As the acreage of hops continues to rapidly expand in the northeast, there is a great need for production knowledge specific to our region. Downy mildew has been identified as the primary pathogen plaguing our hop yards. This disease causes reduced yield, poor hop quality, and can cause the plant to die. Control measures that reduce disease infection and spread while minimizing the impact on the environment are desperately needed for the region. Mechanical control is one means to reduce downy mildew pressure in hop yards. Scratching is a practice initiated in the early spring when new growth has just emerged from the soil. The first shoots have an irregular growth rate and are not the most desirable for producing hop cones later in the season. Removal of this new growth through mechanical means helps to remove downy mildew inoculum that has overwintered in the crown. The top of the crown itself can be removed to further eliminate overwintering downy mildew. This practice is typically referred to as “Crowning”. While crowning is known to be effective in the Pacific Northwest, there is no established time frame for crowning in the Northeast. The goal of this project was to evaluate the impact of crowning/scratching at two different time periods on hop downy mildew pressure as well as hop yield and quality.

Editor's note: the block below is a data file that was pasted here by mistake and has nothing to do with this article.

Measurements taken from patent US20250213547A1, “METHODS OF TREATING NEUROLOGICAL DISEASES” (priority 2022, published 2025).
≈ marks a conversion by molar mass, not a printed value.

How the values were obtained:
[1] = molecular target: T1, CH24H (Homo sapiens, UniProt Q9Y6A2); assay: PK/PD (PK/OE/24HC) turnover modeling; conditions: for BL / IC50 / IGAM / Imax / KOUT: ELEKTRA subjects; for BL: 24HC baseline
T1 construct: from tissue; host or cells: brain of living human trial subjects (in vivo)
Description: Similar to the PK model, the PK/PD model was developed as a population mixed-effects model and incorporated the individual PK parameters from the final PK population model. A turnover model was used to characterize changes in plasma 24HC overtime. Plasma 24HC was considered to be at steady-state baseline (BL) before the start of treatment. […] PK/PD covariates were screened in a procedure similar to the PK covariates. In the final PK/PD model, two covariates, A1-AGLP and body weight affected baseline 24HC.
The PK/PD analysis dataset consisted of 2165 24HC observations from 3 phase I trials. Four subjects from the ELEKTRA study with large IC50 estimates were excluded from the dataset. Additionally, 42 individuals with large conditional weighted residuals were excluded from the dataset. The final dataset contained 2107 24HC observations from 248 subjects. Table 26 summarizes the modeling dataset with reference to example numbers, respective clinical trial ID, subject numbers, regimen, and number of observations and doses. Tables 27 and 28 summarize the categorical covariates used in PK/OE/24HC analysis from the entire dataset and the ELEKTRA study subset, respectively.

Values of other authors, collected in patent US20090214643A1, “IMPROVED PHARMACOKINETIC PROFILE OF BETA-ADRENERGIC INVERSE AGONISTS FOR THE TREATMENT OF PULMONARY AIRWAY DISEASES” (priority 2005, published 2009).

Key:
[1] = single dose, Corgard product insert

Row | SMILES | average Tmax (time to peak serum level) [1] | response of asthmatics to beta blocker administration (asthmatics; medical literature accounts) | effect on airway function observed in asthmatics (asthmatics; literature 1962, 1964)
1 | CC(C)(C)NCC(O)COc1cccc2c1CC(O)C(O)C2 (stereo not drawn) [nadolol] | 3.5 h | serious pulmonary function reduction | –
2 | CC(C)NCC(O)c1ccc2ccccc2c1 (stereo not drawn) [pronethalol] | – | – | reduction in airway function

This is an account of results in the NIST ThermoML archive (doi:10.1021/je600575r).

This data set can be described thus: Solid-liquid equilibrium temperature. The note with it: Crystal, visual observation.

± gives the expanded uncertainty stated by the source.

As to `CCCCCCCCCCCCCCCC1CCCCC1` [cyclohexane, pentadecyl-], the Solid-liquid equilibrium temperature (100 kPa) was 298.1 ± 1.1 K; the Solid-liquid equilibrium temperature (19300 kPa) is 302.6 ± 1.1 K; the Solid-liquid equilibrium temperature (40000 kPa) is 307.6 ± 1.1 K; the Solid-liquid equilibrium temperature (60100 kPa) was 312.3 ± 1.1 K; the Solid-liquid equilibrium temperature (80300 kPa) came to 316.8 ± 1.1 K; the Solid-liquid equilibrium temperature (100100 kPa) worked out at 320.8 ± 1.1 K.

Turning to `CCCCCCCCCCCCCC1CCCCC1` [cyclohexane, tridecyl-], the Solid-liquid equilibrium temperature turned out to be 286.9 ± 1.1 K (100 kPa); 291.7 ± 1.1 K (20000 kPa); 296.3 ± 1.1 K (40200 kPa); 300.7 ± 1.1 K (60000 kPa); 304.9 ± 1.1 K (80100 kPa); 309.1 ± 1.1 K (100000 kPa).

Vermont, University of Vermont

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